So, I’m back in my office, because the TV is so loud where ever my husband is, I can’t take it.  Once again, that feeling slides over me.  I smell something chemical, like burning rubber.  I go searching and I can’t find my husband.  And I’m looking everywhere.  No sign of Bob. I’m calling louder by now and get my youngest to start the search.  The CSI moment was when his smokes and cocktail were still in the kitchen and his dinner, freshly served, was getting cold.  Big panic. My husband is nearly 60 with high blood pressure. I’m running around our 2 acres with a flashlight in the dark, calling.  I see the dog, and he’s happy, and I’m still screaming for Bob.

No response.

Out in the back yard on the pool deck–still no response.  Panic is high. I’m imagining him on the ground, dead.  Yes, that’s the extreme but I’m a writer, my imagination does not sleep.  At a last ditch before calling the police… I turn on our deck lights.  There is Bob asleep in a beach recliner chair in the FAR end of the yard, a spot he never goes.  Panic doesn’t dissolve, it turns into sheer relief.  The tears come and swiftly escalate to sobs.  He’s alive and fine.  He walks over and realizes how upset I am and his arms go around me.  I really lose it.  Then as the sobs subside, I hit him, angry that he didn’t answer me.  For about three minutes I hated him for scaring me and almost pushed him into the pool!

So that’s a vibe that didn’t end in anything bad, but I know that without Bob, I’d want to join him.

Oh—and that chemical smell?  He was using WD 40 on the yard chair and then tested it out.  The test turned into a nap that nearly destroyed me.  Any wonder I want to beat on him now?

So, I ask, do you get Vibes, a signal of something?  How do you handle it?

AMY

Never surrender!

Unlike my fellow Babes, I have kept projects around for years. In my defense, I write different genres and for different publishing houses, and now my own self pub imprint. I write quickly, and relatively cleanly. I am no First Draft wonder, by any means.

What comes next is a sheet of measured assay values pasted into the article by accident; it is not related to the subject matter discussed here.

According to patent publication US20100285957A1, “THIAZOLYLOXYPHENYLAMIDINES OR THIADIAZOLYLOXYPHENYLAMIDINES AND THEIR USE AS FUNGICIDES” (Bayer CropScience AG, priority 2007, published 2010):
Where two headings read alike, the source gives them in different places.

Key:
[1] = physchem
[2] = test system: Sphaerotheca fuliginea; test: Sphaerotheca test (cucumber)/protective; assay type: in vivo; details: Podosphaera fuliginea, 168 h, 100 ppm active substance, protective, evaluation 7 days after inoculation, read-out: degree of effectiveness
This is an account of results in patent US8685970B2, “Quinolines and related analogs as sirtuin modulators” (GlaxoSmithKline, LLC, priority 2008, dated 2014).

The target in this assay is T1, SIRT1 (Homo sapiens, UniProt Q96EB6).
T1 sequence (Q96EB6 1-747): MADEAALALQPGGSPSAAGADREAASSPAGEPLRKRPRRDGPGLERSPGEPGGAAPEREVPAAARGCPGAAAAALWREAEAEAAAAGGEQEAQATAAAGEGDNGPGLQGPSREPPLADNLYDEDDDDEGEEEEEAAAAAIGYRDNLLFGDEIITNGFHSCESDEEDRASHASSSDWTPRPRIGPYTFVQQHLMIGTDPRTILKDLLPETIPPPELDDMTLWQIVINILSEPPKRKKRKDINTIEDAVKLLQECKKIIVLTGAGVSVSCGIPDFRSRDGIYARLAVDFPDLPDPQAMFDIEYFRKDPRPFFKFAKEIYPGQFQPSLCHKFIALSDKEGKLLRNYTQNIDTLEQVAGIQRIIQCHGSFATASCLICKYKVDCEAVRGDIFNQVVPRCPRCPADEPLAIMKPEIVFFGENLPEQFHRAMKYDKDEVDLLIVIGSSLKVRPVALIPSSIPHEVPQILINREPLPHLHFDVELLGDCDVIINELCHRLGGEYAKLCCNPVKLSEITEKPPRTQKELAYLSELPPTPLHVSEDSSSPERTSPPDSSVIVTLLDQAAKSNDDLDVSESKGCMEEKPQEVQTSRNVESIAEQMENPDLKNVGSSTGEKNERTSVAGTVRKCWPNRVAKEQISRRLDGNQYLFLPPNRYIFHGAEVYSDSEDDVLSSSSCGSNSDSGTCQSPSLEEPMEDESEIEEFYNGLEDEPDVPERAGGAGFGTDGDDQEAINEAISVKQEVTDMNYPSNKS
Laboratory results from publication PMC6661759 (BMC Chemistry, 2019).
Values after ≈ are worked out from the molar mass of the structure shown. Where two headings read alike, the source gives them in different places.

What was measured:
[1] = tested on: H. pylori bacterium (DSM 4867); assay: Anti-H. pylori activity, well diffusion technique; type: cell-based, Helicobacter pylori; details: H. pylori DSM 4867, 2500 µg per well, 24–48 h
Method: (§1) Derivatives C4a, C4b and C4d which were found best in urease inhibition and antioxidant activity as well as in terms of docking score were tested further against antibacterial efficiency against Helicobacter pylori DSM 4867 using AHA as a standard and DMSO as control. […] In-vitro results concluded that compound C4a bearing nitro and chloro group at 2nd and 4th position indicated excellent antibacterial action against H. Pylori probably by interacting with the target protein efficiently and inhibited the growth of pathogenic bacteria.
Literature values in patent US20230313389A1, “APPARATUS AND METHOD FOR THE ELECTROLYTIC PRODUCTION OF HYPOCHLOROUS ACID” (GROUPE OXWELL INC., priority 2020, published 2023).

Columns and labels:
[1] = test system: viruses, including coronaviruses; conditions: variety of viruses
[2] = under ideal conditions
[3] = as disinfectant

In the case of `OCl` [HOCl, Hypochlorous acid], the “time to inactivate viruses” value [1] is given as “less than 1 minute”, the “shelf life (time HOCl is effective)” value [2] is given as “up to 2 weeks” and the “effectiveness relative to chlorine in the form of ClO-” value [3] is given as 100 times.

I have learned about revising this year. I don’t like it <g> I have taken two stories written many years ago – Crimson Gold, five years, DD Valentine, three years, and turned them into different stories completely. It would have been easier and less stressful to rewrite the premise from scratch. 

I’ve learned also that I am stubborn, focused, and like a bulldog with a bone when it comes to making something work. Square hole, round peg. Give me a freaking hammer, and be done with it, lolololo. Not necessarily good traits, but there we are.

I have six partial manuscripts – story ideas that I haven’t had time to finish. I know they are there, and when I have time or they will fit in my schedule, I would like to get them done.  keep the content current, and voila.

Patience is not usually something I am graced with. But when it comes to eventually completing a project, I tend to work through until it is done. And done right.

 

Tally ho!

Traci

Same old, same old

First, sorry, I keep forgetting when Monday is *g*.  So we’re talking about what it means if you’ve been working on the same project for years.  It’s happened to a lot of us, but is it worth it?

Um, in two words, Hell no. After about 6 months you’ve polished it so often the finish has rubbed off.  Not only are you too close to the material to really see/fix any problems, but as time marches on, you’ve lost that freshness and enthusiasm.  I can’t tell you how many people I’ve met who tell me they’ve been working on something for 12 months or more.  Now yes, there are lightning strikes and sometimes those manuscripts sell, but most of those are manuscripts finished at one point and shopped for months or years.

So what’s the solution?  If you’re at the 6-month mark or if you’ve done three drafts, time to move on.  Time to get excited about your next project.  Tuck that old project in a drawer – or a flash drive – and take the lessons learned and move forward.  You can learn volumes about a project.  Honing skills necessary to improve your craft is always good, so don’t look at a long-running work as a failure.  Hopefully the most important thing you’ve learned is how to take a book from beginning to middle to end.